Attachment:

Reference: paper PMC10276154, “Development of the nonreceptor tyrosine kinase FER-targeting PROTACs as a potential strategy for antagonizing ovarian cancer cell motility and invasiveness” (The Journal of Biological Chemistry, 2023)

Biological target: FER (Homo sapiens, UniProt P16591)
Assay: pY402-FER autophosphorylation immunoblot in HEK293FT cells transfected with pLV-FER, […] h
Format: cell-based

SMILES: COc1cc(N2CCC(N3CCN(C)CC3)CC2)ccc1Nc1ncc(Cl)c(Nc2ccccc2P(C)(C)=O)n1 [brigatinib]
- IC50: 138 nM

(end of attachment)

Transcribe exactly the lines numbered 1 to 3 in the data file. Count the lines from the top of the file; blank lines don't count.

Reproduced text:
Reference: paper PMC10276154, “Development of the nonreceptor tyrosine kinase FER-targeting PROTACs as a potential strategy for antagonizing ovarian cancer cell motility and invasiveness” (The Journal of Biological Chemistry, 2023)

Biological target: FER (Homo sapiens, UniProt P16591)
Assay: pY402-FER autophosphorylation immunoblot in HEK293FT cells transfected with pLV-FER, […] h